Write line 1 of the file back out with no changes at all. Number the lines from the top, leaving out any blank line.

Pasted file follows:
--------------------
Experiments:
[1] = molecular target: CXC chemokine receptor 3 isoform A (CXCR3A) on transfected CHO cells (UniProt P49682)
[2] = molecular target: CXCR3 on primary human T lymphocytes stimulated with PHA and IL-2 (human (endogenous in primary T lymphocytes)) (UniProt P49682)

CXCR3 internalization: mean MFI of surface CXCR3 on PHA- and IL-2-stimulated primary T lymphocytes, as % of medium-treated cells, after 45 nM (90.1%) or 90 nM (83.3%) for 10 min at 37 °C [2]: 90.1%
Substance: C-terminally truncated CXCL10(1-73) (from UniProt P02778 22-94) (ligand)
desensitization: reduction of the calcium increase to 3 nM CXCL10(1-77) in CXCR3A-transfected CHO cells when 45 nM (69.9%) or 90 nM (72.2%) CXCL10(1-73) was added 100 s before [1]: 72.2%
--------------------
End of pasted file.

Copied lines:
Experiments: